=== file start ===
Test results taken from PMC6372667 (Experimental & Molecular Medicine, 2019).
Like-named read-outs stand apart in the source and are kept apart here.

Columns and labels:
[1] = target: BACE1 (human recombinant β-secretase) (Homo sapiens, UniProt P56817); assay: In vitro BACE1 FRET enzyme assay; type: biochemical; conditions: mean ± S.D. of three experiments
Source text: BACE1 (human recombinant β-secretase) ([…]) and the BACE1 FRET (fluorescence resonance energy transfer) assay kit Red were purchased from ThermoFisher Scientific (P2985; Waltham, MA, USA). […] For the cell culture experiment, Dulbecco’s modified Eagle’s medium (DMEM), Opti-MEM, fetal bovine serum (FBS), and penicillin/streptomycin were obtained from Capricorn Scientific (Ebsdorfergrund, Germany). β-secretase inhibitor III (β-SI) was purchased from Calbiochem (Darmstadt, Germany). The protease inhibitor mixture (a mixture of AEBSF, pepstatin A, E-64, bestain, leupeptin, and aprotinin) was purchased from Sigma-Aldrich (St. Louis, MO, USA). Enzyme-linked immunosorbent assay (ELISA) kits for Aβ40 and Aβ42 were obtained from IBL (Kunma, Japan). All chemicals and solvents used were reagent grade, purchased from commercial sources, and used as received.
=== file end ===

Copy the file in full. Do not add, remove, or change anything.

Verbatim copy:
Test results taken from PMC6372667 (Experimental & Molecular Medicine, 2019).
Like-named read-outs stand apart in the source and are kept apart here.

Columns and labels:
[1] = target: BACE1 (human recombinant β-secretase) (Homo sapiens, UniProt P56817); assay: In vitro BACE1 FRET enzyme assay; type: biochemical; conditions: mean ± S.D. of three experiments
Source text: BACE1 (human recombinant β-secretase) ([…]) and the BACE1 FRET (fluorescence resonance energy transfer) assay kit Red were purchased from ThermoFisher Scientific (P2985; Waltham, MA, USA). […] For the cell culture experiment, Dulbecco’s modified Eagle’s medium (DMEM), Opti-MEM, fetal bovine serum (FBS), and penicillin/streptomycin were obtained from Capricorn Scientific (Ebsdorfergrund, Germany). β-secretase inhibitor III (β-SI) was purchased from Calbiochem (Darmstadt, Germany). The protease inhibitor mixture (a mixture of AEBSF, pepstatin A, E-64, bestain, leupeptin, and aprotinin) was purchased from Sigma-Aldrich (St. Louis, MO, USA). Enzyme-linked immunosorbent assay (ELISA) kits for Aβ40 and Aβ42 were obtained from IBL (Kunma, Japan). All chemicals and solvents used were reagent grade, purchased from commercial sources, and used as received.